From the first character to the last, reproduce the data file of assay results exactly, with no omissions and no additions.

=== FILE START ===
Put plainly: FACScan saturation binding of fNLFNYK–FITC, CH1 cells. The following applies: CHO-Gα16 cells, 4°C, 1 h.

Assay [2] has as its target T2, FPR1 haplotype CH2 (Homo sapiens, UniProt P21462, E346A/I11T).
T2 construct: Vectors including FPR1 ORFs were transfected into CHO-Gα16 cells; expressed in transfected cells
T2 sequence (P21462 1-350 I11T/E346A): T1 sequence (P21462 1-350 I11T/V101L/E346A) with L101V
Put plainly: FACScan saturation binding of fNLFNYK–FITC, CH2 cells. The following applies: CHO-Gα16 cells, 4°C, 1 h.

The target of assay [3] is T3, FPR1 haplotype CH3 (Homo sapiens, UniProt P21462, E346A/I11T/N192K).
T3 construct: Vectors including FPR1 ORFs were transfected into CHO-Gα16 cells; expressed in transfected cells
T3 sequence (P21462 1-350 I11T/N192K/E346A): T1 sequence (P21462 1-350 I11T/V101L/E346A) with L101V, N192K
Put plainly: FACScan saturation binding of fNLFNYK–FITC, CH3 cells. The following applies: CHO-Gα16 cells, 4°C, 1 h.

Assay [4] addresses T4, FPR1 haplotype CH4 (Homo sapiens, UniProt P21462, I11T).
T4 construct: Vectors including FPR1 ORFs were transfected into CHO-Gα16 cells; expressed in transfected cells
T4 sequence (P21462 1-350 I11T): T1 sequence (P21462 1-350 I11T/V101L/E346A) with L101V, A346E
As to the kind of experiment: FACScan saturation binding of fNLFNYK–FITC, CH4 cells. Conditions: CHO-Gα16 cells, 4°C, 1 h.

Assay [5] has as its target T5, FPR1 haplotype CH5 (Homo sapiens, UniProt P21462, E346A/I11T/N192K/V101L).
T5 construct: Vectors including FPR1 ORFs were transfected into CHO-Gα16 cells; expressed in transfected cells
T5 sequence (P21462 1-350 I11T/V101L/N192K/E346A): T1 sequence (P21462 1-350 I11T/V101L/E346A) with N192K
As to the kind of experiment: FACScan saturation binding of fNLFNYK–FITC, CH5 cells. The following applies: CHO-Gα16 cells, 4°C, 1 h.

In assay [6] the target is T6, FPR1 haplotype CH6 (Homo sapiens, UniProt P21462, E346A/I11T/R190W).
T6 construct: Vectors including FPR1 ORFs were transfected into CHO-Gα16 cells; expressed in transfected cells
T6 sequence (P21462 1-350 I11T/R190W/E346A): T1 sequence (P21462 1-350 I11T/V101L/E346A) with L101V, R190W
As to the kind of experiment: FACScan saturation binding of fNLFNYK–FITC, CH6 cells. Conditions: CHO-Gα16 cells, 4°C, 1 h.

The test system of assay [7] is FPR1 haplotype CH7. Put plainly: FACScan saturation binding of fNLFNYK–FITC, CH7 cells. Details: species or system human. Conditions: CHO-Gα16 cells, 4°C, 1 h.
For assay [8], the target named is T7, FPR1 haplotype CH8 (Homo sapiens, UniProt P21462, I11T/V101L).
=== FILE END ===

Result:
Put plainly: FACScan saturation binding of fNLFNYK–FITC, CH1 cells. The following applies: CHO-Gα16 cells, 4°C, 1 h.

Assay [2] has as its target T2, FPR1 haplotype CH2 (Homo sapiens, UniProt P21462, E346A/I11T).
T2 construct: Vectors including FPR1 ORFs were transfected into CHO-Gα16 cells; expressed in transfected cells
T2 sequence (P21462 1-350 I11T/E346A): T1 sequence (P21462 1-350 I11T/V101L/E346A) with L101V
Put plainly: FACScan saturation binding of fNLFNYK–FITC, CH2 cells. The following applies: CHO-Gα16 cells, 4°C, 1 h.

The target of assay [3] is T3, FPR1 haplotype CH3 (Homo sapiens, UniProt P21462, E346A/I11T/N192K).
T3 construct: Vectors including FPR1 ORFs were transfected into CHO-Gα16 cells; expressed in transfected cells
T3 sequence (P21462 1-350 I11T/N192K/E346A): T1 sequence (P21462 1-350 I11T/V101L/E346A) with L101V, N192K
Put plainly: FACScan saturation binding of fNLFNYK–FITC, CH3 cells. The following applies: CHO-Gα16 cells, 4°C, 1 h.

Assay [4] addresses T4, FPR1 haplotype CH4 (Homo sapiens, UniProt P21462, I11T).
T4 construct: Vectors including FPR1 ORFs were transfected into CHO-Gα16 cells; expressed in transfected cells
T4 sequence (P21462 1-350 I11T): T1 sequence (P21462 1-350 I11T/V101L/E346A) with L101V, A346E
As to the kind of experiment: FACScan saturation binding of fNLFNYK–FITC, CH4 cells. Conditions: CHO-Gα16 cells, 4°C, 1 h.

Assay [5] has as its target T5, FPR1 haplotype CH5 (Homo sapiens, UniProt P21462, E346A/I11T/N192K/V101L).
T5 construct: Vectors including FPR1 ORFs were transfected into CHO-Gα16 cells; expressed in transfected cells
T5 sequence (P21462 1-350 I11T/V101L/N192K/E346A): T1 sequence (P21462 1-350 I11T/V101L/E346A) with N192K
As to the kind of experiment: FACScan saturation binding of fNLFNYK–FITC, CH5 cells. The following applies: CHO-Gα16 cells, 4°C, 1 h.

In assay [6] the target is T6, FPR1 haplotype CH6 (Homo sapiens, UniProt P21462, E346A/I11T/R190W).
T6 construct: Vectors including FPR1 ORFs were transfected into CHO-Gα16 cells; expressed in transfected cells
T6 sequence (P21462 1-350 I11T/R190W/E346A): T1 sequence (P21462 1-350 I11T/V101L/E346A) with L101V, R190W
As to the kind of experiment: FACScan saturation binding of fNLFNYK–FITC, CH6 cells. Conditions: CHO-Gα16 cells, 4°C, 1 h.

The test system of assay [7] is FPR1 haplotype CH7. Put plainly: FACScan saturation binding of fNLFNYK–FITC, CH7 cells. Details: species or system human. Conditions: CHO-Gα16 cells, 4°C, 1 h.
For assay [8], the target named is T7, FPR1 haplotype CH8 (Homo sapiens, UniProt P21462, I11T/V101L).